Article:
You are no doubt familiar with the need to comply with the ADA in all areas of your business, but disability inclusion reaches far beyond compliance with the law. Proactively supporting inclusivity in your organization can have important and meaningful impact for your employees, customers and communities. CEB, now part of Gartner, found that highly diverse and inclusive organizations had a 26% increase in team collaboration and an 18% increase in team commitment. A study by Harvard Business Review showed that companies with higher-than-average diversity had 19% higher innovation revenues. So, how can you effectively and respectfully promote disability inclusion in your organization?

These are our clients, prospects, coworkers, and employees. How can your organization think about greater equity and inclusivity, especially during these times?

– Giselle Mota, board member of the ADP BRG, Thrive

Practice inclusivity

Be sure that your staff and leadership includes a diverse a range of employees and perspectives. When developing anything from internal policies to new products to client-facing marketing campaigns, getting input from employees and clients with disabilities helps ensure that you are addressing their needs rather than operating on assumptions. Martha Bird, Chief Business Anthropologist at ADP says, “It is important to design WITH excluded and diverse communities, not FOR them. Seek their expert input in the process.”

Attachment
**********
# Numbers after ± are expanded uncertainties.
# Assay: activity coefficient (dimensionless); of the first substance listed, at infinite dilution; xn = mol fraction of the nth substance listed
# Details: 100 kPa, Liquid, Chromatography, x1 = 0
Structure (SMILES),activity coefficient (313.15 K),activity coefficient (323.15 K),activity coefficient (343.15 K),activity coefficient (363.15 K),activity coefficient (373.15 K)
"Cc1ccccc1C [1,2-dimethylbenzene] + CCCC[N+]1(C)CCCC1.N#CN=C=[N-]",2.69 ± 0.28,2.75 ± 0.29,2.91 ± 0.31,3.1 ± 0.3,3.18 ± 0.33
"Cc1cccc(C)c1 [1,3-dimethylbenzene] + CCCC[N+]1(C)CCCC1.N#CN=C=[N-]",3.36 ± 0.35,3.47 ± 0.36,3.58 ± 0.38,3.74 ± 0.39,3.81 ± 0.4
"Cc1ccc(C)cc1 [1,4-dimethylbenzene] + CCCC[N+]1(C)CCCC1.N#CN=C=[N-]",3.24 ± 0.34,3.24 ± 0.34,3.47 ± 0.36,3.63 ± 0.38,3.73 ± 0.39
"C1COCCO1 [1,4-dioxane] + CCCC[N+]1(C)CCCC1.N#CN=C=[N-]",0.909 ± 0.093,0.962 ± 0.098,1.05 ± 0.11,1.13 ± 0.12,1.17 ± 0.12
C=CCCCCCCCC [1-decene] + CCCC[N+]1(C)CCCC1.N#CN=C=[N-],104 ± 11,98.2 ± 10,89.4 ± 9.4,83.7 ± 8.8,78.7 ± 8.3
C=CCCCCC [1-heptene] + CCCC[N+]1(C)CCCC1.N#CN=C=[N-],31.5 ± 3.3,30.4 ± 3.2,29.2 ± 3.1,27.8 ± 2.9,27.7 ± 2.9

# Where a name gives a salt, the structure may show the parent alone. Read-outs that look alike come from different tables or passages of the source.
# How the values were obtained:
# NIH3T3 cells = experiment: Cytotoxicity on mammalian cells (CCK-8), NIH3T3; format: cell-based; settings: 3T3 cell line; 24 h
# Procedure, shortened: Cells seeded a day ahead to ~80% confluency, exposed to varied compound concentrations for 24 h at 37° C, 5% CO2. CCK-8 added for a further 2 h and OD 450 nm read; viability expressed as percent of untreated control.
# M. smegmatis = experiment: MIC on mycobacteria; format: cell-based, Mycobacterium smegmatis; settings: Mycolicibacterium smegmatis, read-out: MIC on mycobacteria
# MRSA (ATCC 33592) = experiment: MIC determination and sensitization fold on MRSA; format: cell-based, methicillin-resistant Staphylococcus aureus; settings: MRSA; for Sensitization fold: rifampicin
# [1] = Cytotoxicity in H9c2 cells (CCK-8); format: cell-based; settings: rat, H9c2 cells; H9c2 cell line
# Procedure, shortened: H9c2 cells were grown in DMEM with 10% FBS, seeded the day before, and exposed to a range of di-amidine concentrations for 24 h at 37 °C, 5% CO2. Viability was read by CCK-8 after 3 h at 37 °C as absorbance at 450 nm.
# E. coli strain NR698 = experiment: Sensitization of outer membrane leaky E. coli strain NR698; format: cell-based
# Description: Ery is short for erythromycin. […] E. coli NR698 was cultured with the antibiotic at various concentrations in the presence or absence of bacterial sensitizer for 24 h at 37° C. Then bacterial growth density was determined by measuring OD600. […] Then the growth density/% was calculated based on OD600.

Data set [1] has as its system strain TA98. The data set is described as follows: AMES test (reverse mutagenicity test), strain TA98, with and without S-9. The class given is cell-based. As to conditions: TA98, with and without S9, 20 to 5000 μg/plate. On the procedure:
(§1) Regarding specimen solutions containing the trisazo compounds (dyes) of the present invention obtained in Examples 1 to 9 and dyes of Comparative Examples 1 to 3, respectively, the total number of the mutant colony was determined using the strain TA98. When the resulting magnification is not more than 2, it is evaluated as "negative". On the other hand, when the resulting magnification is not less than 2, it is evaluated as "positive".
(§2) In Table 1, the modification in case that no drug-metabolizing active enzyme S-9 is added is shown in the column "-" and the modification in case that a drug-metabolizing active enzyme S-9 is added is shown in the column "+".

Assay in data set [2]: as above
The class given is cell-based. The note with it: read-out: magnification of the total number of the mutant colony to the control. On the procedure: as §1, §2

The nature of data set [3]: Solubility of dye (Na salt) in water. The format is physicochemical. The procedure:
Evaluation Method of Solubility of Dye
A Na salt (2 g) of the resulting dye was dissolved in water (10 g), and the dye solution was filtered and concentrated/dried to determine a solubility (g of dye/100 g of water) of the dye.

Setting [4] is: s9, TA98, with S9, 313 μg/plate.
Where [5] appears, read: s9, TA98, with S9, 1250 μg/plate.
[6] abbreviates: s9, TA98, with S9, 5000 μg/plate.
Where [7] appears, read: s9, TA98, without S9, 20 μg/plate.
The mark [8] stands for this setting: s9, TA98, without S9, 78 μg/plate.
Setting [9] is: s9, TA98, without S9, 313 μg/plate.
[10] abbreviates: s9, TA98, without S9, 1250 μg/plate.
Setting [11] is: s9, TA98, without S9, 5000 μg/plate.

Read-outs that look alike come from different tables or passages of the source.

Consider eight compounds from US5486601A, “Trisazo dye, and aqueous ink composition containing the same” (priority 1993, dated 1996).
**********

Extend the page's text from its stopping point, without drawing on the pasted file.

Representation is key to meaningful and genuine inclusion. If you have Employee Resource Groups (ERGs) or Business Resource Groups (BRGs) in your organization, you can partner with them on inclusivity initiatives to get valuable firsthand perspectives. At ADP, the Thrive BRG has a mission to understand the diverse impact of disabilities, end the stigma, and bring awareness and education to ADP associates about people living with disabilities. Susan Lodge, a Thrive board member and mother to a son with a genetic disease says, “This BRG has given me a new appreciation for the company I work for and the people that I work with. I no longer feel like I am the only one who faces the challenges that disabilities can bring. We are all in this together.”